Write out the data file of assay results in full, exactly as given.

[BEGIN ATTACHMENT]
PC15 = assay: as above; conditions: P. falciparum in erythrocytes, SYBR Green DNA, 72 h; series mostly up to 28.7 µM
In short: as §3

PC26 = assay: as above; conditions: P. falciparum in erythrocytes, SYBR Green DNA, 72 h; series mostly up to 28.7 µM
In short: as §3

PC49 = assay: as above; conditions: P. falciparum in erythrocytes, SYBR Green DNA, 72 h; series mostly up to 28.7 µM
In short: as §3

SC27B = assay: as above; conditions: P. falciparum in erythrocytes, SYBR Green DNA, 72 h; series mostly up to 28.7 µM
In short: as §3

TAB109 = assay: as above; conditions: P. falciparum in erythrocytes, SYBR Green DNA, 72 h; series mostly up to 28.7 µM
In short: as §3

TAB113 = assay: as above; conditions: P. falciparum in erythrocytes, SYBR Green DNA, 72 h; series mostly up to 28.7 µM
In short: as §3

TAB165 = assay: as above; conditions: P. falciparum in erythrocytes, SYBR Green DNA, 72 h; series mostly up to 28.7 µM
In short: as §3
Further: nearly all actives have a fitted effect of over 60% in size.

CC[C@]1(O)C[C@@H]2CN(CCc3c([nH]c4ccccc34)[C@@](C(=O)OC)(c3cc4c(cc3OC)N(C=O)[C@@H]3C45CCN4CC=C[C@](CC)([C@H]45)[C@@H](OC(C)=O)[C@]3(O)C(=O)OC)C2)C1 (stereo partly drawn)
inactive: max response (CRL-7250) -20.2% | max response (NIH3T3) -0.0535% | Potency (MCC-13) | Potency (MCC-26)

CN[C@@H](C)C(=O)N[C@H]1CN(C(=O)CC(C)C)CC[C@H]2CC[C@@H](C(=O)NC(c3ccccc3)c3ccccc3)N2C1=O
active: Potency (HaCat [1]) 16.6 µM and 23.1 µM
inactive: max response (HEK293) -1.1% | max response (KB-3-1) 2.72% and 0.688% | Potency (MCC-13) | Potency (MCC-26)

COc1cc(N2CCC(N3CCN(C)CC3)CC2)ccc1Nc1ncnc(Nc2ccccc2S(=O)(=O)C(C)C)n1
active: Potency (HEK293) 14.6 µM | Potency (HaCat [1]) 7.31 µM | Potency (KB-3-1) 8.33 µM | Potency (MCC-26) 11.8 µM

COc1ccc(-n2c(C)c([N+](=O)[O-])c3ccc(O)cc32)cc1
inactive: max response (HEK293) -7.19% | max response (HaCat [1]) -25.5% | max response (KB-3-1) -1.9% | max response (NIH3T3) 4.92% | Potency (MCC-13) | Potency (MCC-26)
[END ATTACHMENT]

PC15 = assay: as above; conditions: P. falciparum in erythrocytes, SYBR Green DNA, 72 h; series mostly up to 28.7 µM
In short: as §3

PC26 = assay: as above; conditions: P. falciparum in erythrocytes, SYBR Green DNA, 72 h; series mostly up to 28.7 µM
In short: as §3

PC49 = assay: as above; conditions: P. falciparum in erythrocytes, SYBR Green DNA, 72 h; series mostly up to 28.7 µM
In short: as §3

SC27B = assay: as above; conditions: P. falciparum in erythrocytes, SYBR Green DNA, 72 h; series mostly up to 28.7 µM
In short: as §3

TAB109 = assay: as above; conditions: P. falciparum in erythrocytes, SYBR Green DNA, 72 h; series mostly up to 28.7 µM
In short: as §3

TAB113 = assay: as above; conditions: P. falciparum in erythrocytes, SYBR Green DNA, 72 h; series mostly up to 28.7 µM
In short: as §3

TAB165 = assay: as above; conditions: P. falciparum in erythrocytes, SYBR Green DNA, 72 h; series mostly up to 28.7 µM
In short: as §3
Further: nearly all actives have a fitted effect of over 60% in size.

CC[C@]1(O)C[C@@H]2CN(CCc3c([nH]c4ccccc34)[C@@](C(=O)OC)(c3cc4c(cc3OC)N(C=O)[C@@H]3C45CCN4CC=C[C@](CC)([C@H]45)[C@@H](OC(C)=O)[C@]3(O)C(=O)OC)C2)C1 (stereo partly drawn)
inactive: max response (CRL-7250) -20.2% | max response (NIH3T3) -0.0535% | Potency (MCC-13) | Potency (MCC-26)

CN[C@@H](C)C(=O)N[C@H]1CN(C(=O)CC(C)C)CC[C@H]2CC[C@@H](C(=O)NC(c3ccccc3)c3ccccc3)N2C1=O
active: Potency (HaCat [1]) 16.6 µM and 23.1 µM
inactive: max response (HEK293) -1.1% | max response (KB-3-1) 2.72% and 0.688% | Potency (MCC-13) | Potency (MCC-26)

COc1cc(N2CCC(N3CCN(C)CC3)CC2)ccc1Nc1ncnc(Nc2ccccc2S(=O)(=O)C(C)C)n1
active: Potency (HEK293) 14.6 µM | Potency (HaCat [1]) 7.31 µM | Potency (KB-3-1) 8.33 µM | Potency (MCC-26) 11.8 µM

COc1ccc(-n2c(C)c([N+](=O)[O-])c3ccc(O)cc32)cc1
inactive: max response (HEK293) -7.19% | max response (HaCat [1]) -25.5% | max response (KB-3-1) -1.9% | max response (NIH3T3) 4.92% | Potency (MCC-13) | Potency (MCC-26)